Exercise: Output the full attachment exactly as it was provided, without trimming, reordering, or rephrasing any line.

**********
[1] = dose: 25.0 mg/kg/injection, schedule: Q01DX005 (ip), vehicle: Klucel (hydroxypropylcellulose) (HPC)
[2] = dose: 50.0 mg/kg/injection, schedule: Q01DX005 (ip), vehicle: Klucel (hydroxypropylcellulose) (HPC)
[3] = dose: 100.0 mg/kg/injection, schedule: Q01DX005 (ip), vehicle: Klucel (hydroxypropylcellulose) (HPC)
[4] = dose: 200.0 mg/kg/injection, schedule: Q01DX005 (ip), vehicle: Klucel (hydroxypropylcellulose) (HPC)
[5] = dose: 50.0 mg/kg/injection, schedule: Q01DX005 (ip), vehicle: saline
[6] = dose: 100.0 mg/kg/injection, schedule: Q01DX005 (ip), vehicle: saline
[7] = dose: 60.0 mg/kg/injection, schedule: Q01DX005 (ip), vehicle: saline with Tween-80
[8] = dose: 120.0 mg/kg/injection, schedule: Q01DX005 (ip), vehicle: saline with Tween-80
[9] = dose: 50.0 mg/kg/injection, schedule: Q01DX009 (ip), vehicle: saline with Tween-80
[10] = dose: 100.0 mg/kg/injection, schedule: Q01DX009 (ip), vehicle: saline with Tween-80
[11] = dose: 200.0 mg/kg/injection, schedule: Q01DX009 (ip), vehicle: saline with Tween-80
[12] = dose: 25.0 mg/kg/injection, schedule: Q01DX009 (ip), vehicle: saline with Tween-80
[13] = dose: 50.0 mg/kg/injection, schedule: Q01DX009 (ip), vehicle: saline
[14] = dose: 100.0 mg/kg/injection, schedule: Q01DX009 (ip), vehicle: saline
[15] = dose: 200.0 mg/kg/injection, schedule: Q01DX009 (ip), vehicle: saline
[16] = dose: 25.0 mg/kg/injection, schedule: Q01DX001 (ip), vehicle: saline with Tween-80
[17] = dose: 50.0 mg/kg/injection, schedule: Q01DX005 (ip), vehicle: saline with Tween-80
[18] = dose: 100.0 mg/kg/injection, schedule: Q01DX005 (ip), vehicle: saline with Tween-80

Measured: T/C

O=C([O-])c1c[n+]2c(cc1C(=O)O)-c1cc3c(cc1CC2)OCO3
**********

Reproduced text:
[1] = dose: 25.0 mg/kg/injection, schedule: Q01DX005 (ip), vehicle: Klucel (hydroxypropylcellulose) (HPC)
[2] = dose: 50.0 mg/kg/injection, schedule: Q01DX005 (ip), vehicle: Klucel (hydroxypropylcellulose) (HPC)
[3] = dose: 100.0 mg/kg/injection, schedule: Q01DX005 (ip), vehicle: Klucel (hydroxypropylcellulose) (HPC)
[4] = dose: 200.0 mg/kg/injection, schedule: Q01DX005 (ip), vehicle: Klucel (hydroxypropylcellulose) (HPC)
[5] = dose: 50.0 mg/kg/injection, schedule: Q01DX005 (ip), vehicle: saline
[6] = dose: 100.0 mg/kg/injection, schedule: Q01DX005 (ip), vehicle: saline
[7] = dose: 60.0 mg/kg/injection, schedule: Q01DX005 (ip), vehicle: saline with Tween-80
[8] = dose: 120.0 mg/kg/injection, schedule: Q01DX005 (ip), vehicle: saline with Tween-80
[9] = dose: 50.0 mg/kg/injection, schedule: Q01DX009 (ip), vehicle: saline with Tween-80
[10] = dose: 100.0 mg/kg/injection, schedule: Q01DX009 (ip), vehicle: saline with Tween-80
[11] = dose: 200.0 mg/kg/injection, schedule: Q01DX009 (ip), vehicle: saline with Tween-80
[12] = dose: 25.0 mg/kg/injection, schedule: Q01DX009 (ip), vehicle: saline with Tween-80
[13] = dose: 50.0 mg/kg/injection, schedule: Q01DX009 (ip), vehicle: saline
[14] = dose: 100.0 mg/kg/injection, schedule: Q01DX009 (ip), vehicle: saline
[15] = dose: 200.0 mg/kg/injection, schedule: Q01DX009 (ip), vehicle: saline
[16] = dose: 25.0 mg/kg/injection, schedule: Q01DX001 (ip), vehicle: saline with Tween-80
[17] = dose: 50.0 mg/kg/injection, schedule: Q01DX005 (ip), vehicle: saline with Tween-80
[18] = dose: 100.0 mg/kg/injection, schedule: Q01DX005 (ip), vehicle: saline with Tween-80

Measured: T/C

O=C([O-])c1c[n+]2c(cc1C(=O)O)-c1cc3c(cc1CC2)OCO3